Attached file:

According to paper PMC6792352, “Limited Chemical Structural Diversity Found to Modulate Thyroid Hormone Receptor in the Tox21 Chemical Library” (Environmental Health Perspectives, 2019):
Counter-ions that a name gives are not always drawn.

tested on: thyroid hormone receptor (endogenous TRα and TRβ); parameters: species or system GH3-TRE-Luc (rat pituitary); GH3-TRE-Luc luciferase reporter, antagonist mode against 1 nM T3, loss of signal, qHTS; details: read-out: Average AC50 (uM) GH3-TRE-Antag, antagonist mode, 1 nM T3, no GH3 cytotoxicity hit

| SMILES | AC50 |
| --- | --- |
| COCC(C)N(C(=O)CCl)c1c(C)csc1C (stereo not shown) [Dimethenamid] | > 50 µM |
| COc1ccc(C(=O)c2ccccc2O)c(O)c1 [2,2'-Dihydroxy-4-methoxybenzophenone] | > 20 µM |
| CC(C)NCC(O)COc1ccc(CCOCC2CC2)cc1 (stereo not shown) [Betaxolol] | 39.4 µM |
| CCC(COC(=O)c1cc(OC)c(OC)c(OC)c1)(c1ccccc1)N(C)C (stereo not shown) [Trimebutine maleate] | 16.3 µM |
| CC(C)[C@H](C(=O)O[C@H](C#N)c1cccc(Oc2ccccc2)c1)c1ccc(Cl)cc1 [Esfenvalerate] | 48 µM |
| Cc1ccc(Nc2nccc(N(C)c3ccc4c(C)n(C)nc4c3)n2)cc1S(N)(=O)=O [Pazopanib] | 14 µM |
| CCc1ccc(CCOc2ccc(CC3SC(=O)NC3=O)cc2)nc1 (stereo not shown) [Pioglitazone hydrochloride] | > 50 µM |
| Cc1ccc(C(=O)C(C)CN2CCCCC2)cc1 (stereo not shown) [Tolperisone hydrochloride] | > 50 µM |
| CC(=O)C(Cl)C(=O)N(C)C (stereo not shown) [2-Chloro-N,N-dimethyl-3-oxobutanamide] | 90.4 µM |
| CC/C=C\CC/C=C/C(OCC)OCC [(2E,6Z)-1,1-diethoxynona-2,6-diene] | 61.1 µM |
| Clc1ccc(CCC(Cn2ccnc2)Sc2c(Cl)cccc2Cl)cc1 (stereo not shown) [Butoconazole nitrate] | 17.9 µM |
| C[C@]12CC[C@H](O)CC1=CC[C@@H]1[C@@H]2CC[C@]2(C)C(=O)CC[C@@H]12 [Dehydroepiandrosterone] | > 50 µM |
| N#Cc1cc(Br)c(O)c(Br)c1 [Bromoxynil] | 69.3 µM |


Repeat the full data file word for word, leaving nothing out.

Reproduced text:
According to paper PMC6792352, “Limited Chemical Structural Diversity Found to Modulate Thyroid Hormone Receptor in the Tox21 Chemical Library” (Environmental Health Perspectives, 2019):
Counter-ions that a name gives are not always drawn.

tested on: thyroid hormone receptor (endogenous TRα and TRβ); parameters: species or system GH3-TRE-Luc (rat pituitary); GH3-TRE-Luc luciferase reporter, antagonist mode against 1 nM T3, loss of signal, qHTS; details: read-out: Average AC50 (uM) GH3-TRE-Antag, antagonist mode, 1 nM T3, no GH3 cytotoxicity hit

| SMILES | AC50 |
| --- | --- |
| COCC(C)N(C(=O)CCl)c1c(C)csc1C (stereo not shown) [Dimethenamid] | > 50 µM |
| COc1ccc(C(=O)c2ccccc2O)c(O)c1 [2,2'-Dihydroxy-4-methoxybenzophenone] | > 20 µM |
| CC(C)NCC(O)COc1ccc(CCOCC2CC2)cc1 (stereo not shown) [Betaxolol] | 39.4 µM |
| CCC(COC(=O)c1cc(OC)c(OC)c(OC)c1)(c1ccccc1)N(C)C (stereo not shown) [Trimebutine maleate] | 16.3 µM |
| CC(C)[C@H](C(=O)O[C@H](C#N)c1cccc(Oc2ccccc2)c1)c1ccc(Cl)cc1 [Esfenvalerate] | 48 µM |
| Cc1ccc(Nc2nccc(N(C)c3ccc4c(C)n(C)nc4c3)n2)cc1S(N)(=O)=O [Pazopanib] | 14 µM |
| CCc1ccc(CCOc2ccc(CC3SC(=O)NC3=O)cc2)nc1 (stereo not shown) [Pioglitazone hydrochloride] | > 50 µM |
| Cc1ccc(C(=O)C(C)CN2CCCCC2)cc1 (stereo not shown) [Tolperisone hydrochloride] | > 50 µM |
| CC(=O)C(Cl)C(=O)N(C)C (stereo not shown) [2-Chloro-N,N-dimethyl-3-oxobutanamide] | 90.4 µM |
| CC/C=C\CC/C=C/C(OCC)OCC [(2E,6Z)-1,1-diethoxynona-2,6-diene] | 61.1 µM |
| Clc1ccc(CCC(Cn2ccnc2)Sc2c(Cl)cccc2Cl)cc1 (stereo not shown) [Butoconazole nitrate] | 17.9 µM |
| C[C@]12CC[C@H](O)CC1=CC[C@@H]1[C@@H]2CC[C@]2(C)C(=O)CC[C@@H]12 [Dehydroepiandrosterone] | > 50 µM |
| N#Cc1cc(Br)c(O)c(Br)c1 [Bromoxynil] | 69.3 µM |